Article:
Judge Young's Decision in the Situation Management Copyright Case

by Lee Gesmer on March 5, 2008

Many lawyers in Massachusetts would agree that Massachusetts Federal District Court Judge William Young is one of the most erudite judges in the district. Yet, he has written relatively few copyright law decisions in his 23 years on the federal bench. A Westlaw search shows that he has authored fewer than ten substantive copyright decisions.

In a decision issued on February 28th in the case Situation Management Systems v. ASP Consulting Group, Judge Young undertook the question that has caused many lawyers to call copyright law one of the most metaphysical of practice areas: how to draw the line between expression that is protected by the law, and that which is not. In this decision, Judge Young concluded that Situation Management System’s (“SMS”) workshop training materials, aimed at improving business and personal productivity, did not make the grade.

Judge Young found that the challenged texts, created by two former employees of SMS who had formed a competing business, had been created very quickly, indicating that the former employees had not started from scratch, but had likely used the SMS materials as a starting point. After explaining the famiar (to copyright afficionados) concepts of “idea v. express,”, scenes a faire and the fact that copyright law does not protect a “process,” Judge Young applied these docrines to the case at hand. He found that SMS’s materials were “aggresively vapid . . . hundreds of pages filled with generalizations, platitudes and observations of the obvious.” Comparing this work with some examples of great literature (The Odyssey by Homer, Cold Mountain by Charles Frazier and, of course, a sonnet by The Bard) he found that the SMS material was largely uncopyrightable. While the structure of the SMS texts were entitled to some limited protection, that protection inhered near the literal text level, which the defendant ASP did not copy.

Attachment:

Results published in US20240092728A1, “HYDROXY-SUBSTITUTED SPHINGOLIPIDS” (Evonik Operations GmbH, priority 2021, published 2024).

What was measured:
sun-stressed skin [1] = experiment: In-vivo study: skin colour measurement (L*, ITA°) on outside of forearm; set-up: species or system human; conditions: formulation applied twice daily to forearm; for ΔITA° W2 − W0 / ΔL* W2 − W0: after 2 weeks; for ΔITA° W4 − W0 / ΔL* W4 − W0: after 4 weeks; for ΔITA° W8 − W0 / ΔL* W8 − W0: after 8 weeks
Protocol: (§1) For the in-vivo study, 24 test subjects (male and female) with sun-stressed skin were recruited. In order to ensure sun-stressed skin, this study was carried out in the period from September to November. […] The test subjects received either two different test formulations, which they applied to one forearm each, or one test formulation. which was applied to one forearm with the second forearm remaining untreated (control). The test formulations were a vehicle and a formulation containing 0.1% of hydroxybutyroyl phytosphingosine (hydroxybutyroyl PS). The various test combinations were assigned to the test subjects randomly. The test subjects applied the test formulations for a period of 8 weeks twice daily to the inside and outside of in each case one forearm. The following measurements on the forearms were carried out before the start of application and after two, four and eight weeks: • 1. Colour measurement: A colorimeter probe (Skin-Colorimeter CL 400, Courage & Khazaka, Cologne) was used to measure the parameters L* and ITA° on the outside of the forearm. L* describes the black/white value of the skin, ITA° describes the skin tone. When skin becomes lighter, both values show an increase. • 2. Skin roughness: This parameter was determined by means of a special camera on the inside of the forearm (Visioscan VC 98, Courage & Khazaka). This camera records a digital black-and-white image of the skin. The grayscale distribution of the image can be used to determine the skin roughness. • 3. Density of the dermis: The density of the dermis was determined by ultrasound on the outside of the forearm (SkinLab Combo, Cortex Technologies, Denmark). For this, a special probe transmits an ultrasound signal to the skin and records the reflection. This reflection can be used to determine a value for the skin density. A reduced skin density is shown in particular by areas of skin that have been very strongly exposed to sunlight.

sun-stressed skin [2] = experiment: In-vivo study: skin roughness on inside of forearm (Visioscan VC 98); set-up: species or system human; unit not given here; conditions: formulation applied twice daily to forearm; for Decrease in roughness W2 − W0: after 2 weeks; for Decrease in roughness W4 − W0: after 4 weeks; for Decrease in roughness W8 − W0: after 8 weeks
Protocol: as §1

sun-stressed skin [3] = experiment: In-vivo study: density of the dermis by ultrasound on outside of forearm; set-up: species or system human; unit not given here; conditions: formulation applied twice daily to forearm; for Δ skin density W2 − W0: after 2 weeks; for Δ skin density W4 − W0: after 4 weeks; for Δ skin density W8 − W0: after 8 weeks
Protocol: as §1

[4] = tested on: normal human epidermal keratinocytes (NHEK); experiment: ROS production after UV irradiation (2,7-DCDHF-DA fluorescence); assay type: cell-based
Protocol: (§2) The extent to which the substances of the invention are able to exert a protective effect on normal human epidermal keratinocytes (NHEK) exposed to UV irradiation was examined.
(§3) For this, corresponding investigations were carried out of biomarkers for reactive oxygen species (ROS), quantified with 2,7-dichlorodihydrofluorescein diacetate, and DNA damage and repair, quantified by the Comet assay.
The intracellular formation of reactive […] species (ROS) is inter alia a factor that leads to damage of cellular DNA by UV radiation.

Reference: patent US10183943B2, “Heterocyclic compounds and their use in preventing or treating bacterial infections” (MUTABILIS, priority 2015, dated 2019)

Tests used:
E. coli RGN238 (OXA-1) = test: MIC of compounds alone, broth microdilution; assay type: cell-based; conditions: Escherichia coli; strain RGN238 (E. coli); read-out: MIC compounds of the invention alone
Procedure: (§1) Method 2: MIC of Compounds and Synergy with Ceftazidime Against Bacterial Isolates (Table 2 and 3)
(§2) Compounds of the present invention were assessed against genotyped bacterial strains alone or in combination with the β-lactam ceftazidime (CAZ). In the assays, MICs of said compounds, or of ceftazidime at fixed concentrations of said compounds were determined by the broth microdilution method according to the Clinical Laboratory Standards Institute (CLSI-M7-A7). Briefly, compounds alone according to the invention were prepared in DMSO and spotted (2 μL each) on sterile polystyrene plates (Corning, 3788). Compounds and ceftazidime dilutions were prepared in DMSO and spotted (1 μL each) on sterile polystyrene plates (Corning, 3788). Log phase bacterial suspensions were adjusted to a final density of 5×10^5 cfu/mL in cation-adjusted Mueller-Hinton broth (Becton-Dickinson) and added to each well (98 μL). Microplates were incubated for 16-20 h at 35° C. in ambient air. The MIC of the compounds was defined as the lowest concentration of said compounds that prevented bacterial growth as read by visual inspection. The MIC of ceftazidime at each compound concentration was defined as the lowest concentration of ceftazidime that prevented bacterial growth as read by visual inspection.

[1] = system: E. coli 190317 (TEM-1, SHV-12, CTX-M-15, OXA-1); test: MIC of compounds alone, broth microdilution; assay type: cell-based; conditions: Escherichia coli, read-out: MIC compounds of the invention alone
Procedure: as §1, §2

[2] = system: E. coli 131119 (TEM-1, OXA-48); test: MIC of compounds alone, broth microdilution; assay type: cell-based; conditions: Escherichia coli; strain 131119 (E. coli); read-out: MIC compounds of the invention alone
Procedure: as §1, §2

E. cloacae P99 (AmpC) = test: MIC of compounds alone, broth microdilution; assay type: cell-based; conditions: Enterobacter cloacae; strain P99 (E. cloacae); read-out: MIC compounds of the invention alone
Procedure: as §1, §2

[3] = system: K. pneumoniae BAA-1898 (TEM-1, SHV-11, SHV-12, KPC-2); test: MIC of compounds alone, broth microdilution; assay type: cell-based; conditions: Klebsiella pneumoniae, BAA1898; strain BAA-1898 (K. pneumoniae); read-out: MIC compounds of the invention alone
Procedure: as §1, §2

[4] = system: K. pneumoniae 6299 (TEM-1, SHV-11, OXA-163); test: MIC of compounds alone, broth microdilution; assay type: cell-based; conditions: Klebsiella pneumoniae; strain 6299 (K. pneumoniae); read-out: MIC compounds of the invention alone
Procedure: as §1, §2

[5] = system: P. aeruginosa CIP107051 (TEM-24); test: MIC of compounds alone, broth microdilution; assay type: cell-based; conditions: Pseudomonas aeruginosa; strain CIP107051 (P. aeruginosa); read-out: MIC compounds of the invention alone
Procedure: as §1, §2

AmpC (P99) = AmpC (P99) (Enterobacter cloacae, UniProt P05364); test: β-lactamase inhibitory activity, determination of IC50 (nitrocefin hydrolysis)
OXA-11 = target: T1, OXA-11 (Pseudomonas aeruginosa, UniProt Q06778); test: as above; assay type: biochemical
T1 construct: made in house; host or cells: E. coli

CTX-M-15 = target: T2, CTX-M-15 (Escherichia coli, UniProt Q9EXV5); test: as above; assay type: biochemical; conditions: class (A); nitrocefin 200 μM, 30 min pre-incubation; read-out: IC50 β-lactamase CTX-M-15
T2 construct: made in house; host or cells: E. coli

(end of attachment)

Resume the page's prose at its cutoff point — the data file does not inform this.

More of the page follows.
Most importantly, in my view, Judge Young emphasized two points: first, the motivation of the copier is irrlevant. Here, the allegation that the former employees (now with the defendant) started their business to steal SMS’s materials and ruin their business, was irrelevant under copyright law if, as Judge Young concluded, they did not copy protected expression. This conclusion is not a surprise, but it’s nice to have it reinforced every once in a while by a respected federal judge.

Second, the fact that the defendants may have used SMS’s materials as their starting point was irrelevant, so long as the work the defendants created was not “substantially similar” under copyright law, which it was not. Again, not “new law,” but the first time it has been expressed by a court in the First Circuit.

The case is on the Pacer website, here.

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